Boise City Officials Racing To Meet Deadline To Draw City Council District Maps
Work continues on drawing temporary boundaries for Boise City Council districts as staff race to meet a fast-approaching deadline early next month.
Last year, state lawmakers required all cities in Idaho with more than 100,000 people to elect their city council members from different districts instead of having all at-large seats.
The move, according to supporters, would prevent city councils from being run by elected officials who live in a concentrated part of the city. Currently, most Boise city councilmembers live in the wealthier North End or East End neighborhoods.
But that law passed in 2020 gave cities little clarity on how to draw district maps.
A bill backed by Boise officials and Senate Pro Tem Chuck Winder (R-Boise) would’ve put guardrails in the law on how populations could differ across districts, among other provisions. It also would’ve given cities more time to draw their maps since the latest census data won’t be available until this fall.
But House lawmakers amended the bill to also shift the municipal election date to even-numbered years – something the city of Boise opposes – and the proposal failed in the Senate.
“We’re just, frankly, sad that we have to do this process twice,” said Boise City Council President Elaine Clegg.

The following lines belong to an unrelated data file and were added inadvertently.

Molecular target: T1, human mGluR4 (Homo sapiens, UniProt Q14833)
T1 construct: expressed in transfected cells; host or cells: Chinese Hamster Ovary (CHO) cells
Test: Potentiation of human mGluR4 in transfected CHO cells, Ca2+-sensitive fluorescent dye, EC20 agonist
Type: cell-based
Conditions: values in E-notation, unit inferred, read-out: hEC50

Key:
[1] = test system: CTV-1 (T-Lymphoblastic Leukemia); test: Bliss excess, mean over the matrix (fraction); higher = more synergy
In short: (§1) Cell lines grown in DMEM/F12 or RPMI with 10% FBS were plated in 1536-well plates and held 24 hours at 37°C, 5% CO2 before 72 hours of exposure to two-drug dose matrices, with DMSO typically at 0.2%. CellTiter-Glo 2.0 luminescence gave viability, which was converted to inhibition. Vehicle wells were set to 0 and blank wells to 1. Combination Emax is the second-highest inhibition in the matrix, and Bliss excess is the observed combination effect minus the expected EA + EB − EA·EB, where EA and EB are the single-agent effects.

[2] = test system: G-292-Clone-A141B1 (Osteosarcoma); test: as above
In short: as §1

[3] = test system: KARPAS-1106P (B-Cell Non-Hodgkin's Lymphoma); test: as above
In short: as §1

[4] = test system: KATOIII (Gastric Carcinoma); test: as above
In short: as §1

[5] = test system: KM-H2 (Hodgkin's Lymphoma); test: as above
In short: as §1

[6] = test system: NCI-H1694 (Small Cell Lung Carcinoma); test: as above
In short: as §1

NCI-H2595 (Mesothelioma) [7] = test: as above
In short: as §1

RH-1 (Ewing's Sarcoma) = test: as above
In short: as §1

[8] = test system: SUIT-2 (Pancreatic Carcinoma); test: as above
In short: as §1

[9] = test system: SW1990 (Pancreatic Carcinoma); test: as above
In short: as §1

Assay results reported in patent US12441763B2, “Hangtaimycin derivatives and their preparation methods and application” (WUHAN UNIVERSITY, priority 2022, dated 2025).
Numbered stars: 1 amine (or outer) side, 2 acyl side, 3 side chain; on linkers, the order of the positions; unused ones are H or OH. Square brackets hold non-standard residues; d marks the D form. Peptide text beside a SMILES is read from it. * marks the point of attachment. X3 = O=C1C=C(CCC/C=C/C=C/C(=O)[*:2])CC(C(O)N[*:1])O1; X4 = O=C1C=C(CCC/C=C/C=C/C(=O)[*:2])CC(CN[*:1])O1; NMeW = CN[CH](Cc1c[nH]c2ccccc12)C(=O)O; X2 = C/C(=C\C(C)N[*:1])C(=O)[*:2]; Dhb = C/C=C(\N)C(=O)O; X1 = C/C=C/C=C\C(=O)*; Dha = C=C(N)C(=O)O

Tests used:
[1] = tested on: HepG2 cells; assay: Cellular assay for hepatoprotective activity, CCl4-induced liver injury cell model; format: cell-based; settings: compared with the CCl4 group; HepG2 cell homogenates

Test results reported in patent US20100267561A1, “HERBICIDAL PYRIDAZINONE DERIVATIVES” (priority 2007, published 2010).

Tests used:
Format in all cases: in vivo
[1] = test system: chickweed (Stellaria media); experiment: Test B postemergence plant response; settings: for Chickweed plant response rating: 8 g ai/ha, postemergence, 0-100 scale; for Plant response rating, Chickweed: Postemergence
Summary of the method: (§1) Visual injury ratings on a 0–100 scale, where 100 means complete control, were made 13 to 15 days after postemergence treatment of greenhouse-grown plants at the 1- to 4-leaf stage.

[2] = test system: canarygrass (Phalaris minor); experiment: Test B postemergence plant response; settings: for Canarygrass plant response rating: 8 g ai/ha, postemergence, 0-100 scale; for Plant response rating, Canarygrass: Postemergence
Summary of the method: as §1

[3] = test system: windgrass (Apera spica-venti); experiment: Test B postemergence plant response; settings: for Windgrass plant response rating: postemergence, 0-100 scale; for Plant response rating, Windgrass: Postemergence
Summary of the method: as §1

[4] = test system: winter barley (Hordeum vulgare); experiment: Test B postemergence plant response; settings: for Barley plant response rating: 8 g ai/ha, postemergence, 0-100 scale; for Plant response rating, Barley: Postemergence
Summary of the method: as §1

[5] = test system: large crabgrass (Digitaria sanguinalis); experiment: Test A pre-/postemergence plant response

So now, Clegg said, the city is trying to follow the spirit of the bill they backed by keeping district populations as equal as possible while factoring in cultural and demographic considerations.
The Seattle firm, Floyd, Pflueger & Ringer, hired by the city is also factoring in neighborhood boundaries and existing legislative district lines, she said. The contract cannot exceed $90,000, according to a Boise city spokesperson.
The city will also have to decide which seats will be up for election this fall based on the new districts. Seats held by councilmembers Lisa Sanchez, T.J. Thompson and Holli Woodings would’ve normally been up for grabs this year.
Clegg said city officials will take incumbency into consideration when deciding which districts will host elections in November.
No public input will be taken because of the condensed timeline, Clegg said.
“The law just doesn’t allow us to do that, unfortunately.”
Maps need to be in place by July 5 to comply with state code.
But she said the city will take public comment when it draws another set of maps next year with the new census data.
For these new temporary districts, Boise’s growth spurt and some annexations have complicated work by the contractors who are relying on outdated census information.
“We’ve just had to take our best data available in those particular areas of the city so that we could have a balanced population and demographic mix in each of the districts,” Clegg said.
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